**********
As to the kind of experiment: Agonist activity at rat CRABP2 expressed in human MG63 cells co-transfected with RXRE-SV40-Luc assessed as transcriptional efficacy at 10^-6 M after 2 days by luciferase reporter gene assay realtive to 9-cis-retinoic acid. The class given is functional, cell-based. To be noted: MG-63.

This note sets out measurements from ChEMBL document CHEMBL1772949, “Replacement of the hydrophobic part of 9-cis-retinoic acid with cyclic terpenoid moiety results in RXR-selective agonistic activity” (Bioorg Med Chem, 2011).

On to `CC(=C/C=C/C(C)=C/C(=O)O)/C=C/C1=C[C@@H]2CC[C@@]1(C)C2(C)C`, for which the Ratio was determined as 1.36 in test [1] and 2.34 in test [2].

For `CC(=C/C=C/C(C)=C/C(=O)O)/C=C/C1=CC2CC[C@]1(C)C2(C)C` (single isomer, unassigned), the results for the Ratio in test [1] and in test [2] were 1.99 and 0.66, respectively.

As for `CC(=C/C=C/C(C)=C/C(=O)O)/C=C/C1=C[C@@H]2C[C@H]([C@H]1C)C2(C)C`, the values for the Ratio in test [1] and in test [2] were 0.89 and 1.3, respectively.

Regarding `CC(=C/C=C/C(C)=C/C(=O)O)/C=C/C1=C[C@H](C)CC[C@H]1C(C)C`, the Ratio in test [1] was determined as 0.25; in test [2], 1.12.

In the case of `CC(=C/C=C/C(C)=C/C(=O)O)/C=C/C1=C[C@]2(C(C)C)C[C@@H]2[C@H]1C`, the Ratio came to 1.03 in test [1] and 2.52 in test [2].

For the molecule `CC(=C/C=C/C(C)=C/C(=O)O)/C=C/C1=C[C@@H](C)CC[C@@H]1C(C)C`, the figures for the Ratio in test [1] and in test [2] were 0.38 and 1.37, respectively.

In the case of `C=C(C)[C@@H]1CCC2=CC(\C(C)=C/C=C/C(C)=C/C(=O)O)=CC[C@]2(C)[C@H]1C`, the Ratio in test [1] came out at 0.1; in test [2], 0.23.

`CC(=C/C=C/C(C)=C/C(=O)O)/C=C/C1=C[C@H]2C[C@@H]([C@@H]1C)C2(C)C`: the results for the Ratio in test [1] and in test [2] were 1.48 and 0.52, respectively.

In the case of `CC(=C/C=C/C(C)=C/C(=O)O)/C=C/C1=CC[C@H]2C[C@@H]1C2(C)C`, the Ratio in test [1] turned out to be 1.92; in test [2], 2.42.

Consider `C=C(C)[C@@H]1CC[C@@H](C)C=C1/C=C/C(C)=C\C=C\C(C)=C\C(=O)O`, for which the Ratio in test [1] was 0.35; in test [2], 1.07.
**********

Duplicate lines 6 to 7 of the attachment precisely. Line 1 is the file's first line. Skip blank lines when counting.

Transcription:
Regarding `CC(=C/C=C/C(C)=C/C(=O)O)/C=C/C1=C[C@H](C)CC[C@H]1C(C)C`, the Ratio in test [1] was determined as 0.25; in test [2], 1.12.

In the case of `CC(=C/C=C/C(C)=C/C(=O)O)/C=C/C1=C[C@]2(C(C)C)C[C@@H]2[C@H]1C`, the Ratio came to 1.03 in test [1] and 2.52 in test [2].